This past week was quite a stressful one for me. In addition to all the tests and projects that come with the end of a school term, I had to complete the ProTools Proficiency Test.
This test is designed to make sure students are competent with the DAW software and know signal flow before they are allowed into the school’s studios. It is timed (10 minutes) and in front of a panel of faculty.
I am proud to say that I finished in 9 minutes, completed all the tasks, and passed with a 92% The faculty graded each task on a points-based system evaluating several things including the use of short-cut keys, organization, and the ability to comprehensively answer questions while keeping on task.
If you are interested, here is a summary of the exam from the syllabus:
Pro Tools Proficiency Test (PTPT)
This exam is the Mid-Program Assessment for the Bachelor’s Degree in Audio Production. All students must pass this exam before they can take any advanced courses beyond AU200. Failure to pass the PTPT will result in a failing grade in AU200 regardless of other assignments, quizzes, and/or projects.
In front of a jury of at least three Audio Production Instructors each student must complete the following tasks within ten minutes.
- Set up a new Pro Tools session in the correct format and in the correct place on the Hard Drive.
- Import the track provided using the workspace window.
- Program a drum beat using Reason that is appropriate for the track provided.
- Record two vocal takes into a playlist and edit the two takes together on a compilation playlist.
- Insert 1 type of dynamic processing and apply appropriately.
- Set up a time based effect and apply appropriately.
- Write appropriate automation.
- Perform all the necessary steps to create a Redbook CD.
[also: proper breakdown of equipment, though that part is not timed]**
** I added this part because it was on my evaluation sheet, but not listed in the syllabus.
Now that the PTPT is behind me, and I am no longer focused on knowing all the ProTools short-cuts, I am free to play around with Ardour. Already, I have tried using ProTools short-cuts in Ardour and have made some really wacky things happen. For example I made my Ardour session completely disappear with no distinguishable way to recover it other than shutting down and restarting the computer.
Since one of the points of this blog was to document my experiences with Ardour, I hope to be able to post more often about it now that no longer have to worry about failing the PTPT due to incorrect short-cuts. Imagine if I made my session disappear during the exam!?!
Today, I am using Ardour to record the vocals for my final project in AU200 (the PTPT class) but the final project must be mixed in ProTools since that is the focus of the class. Still, it logs a few hours on my open source DAW and gets me that much more comfortable with it.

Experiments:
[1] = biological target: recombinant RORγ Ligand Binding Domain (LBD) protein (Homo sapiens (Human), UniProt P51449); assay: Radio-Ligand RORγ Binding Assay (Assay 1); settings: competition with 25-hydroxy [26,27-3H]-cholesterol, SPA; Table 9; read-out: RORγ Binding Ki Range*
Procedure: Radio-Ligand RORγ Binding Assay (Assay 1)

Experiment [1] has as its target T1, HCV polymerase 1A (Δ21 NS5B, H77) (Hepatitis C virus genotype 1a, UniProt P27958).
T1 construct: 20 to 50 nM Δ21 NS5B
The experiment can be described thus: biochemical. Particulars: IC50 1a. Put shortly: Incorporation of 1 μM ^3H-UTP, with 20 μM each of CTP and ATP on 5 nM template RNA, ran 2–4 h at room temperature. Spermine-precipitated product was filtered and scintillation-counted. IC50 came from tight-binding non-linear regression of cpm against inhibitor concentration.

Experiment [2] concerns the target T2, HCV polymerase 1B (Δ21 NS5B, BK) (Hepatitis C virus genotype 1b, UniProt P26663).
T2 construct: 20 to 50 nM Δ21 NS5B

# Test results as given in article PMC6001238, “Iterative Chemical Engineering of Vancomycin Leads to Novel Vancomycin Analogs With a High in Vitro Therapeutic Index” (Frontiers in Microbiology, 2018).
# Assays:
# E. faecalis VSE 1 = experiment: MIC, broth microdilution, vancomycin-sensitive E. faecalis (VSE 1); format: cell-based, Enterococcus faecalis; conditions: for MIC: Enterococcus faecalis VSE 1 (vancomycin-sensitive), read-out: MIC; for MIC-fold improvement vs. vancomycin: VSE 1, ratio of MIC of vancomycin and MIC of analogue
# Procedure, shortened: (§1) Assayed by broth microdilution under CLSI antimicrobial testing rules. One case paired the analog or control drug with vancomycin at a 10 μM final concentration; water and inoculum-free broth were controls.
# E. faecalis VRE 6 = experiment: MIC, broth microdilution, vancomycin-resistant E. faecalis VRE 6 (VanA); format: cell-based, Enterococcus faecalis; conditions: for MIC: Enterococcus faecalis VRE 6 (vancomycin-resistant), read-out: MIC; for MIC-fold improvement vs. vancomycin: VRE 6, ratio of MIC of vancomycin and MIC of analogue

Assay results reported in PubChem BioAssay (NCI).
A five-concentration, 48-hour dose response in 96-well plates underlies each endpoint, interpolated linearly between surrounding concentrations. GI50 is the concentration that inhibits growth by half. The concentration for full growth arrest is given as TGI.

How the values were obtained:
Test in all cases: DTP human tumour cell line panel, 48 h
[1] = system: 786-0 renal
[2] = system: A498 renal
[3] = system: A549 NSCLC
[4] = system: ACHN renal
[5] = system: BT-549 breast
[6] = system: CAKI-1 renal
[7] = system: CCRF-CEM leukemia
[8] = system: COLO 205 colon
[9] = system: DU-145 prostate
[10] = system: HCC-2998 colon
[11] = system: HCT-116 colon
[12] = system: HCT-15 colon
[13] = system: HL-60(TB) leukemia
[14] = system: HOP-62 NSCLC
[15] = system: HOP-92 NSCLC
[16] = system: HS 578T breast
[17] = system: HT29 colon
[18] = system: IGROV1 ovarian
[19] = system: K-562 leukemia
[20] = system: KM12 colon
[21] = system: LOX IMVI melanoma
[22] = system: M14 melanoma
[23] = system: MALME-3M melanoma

As I previously posted, I really wish Ardour 2 came in a box so that I could quickly reference its specs and get an overview of what it can do for me. Well, this “box” – even a virtual one – does not exist, so I made one.
I present to you, the Ardour 2.8.12 “box”:
- In Ardour, you have the choice of recording in 16 bit integer, 24 bit integer, or 32 bit floating point formats.
- Ardour supports the following native file formats: Broadcast WAVE, WAVE, WAVE64, and CAF.
- Ardour can import over a dozen libsndfile-supported file formats including, WAV, WAV64, AIFF, CAF, RAW, Ogg, and FLAC.
- Ardor exports to WAV, WAV64, AIFF, CAF, RAW, Ogg Vorbis, and FLAC.
- The number of tracks that can be recorded at one time in Ardour is only limited by what your hardware can handle.
- Ardour utilizes a 32 bit floating point mixer and has bit-for-bit fidelity for 24 bit samples.
- It has total automation and a large selection of plugins.
- You can mix as many tracks as your hardware can handle.
DSP (Digital Signal Processing, aka plugins):
- Mixbus is recommended on Ardour’s homepage (for a fee of $219.) However, for the adventurous, the official Ardour website lists dozens of sites where users can download free plugin packages…though they admit some are better than others. The official website also lists a few recommended plugins in various categories.
- The operating system determines which plugins work best:
- In OS X, you can use AudioUnit, LADSPA and LV2 plugins. AU plugins with Cocoa or Carbon GUIs are both supported. As of Ardour 2.8.5, Ardour provides tempo and meter information to AU plugins.
- In Linux, as of Ardour 2.5, you can use LADSPA and LV2 plugins. In the current version of Ardour (beginning with version 2.8.3) plugins that use the LV2 external GUI extension get their own custom GUI displayed, rather than the generic one offered by Ardour itself. Some Windows VST plugins work in Linux, though not all will function correctly and they can make Ardour unstable. It is, after all, software created for a different operating system so you cannot depend on it.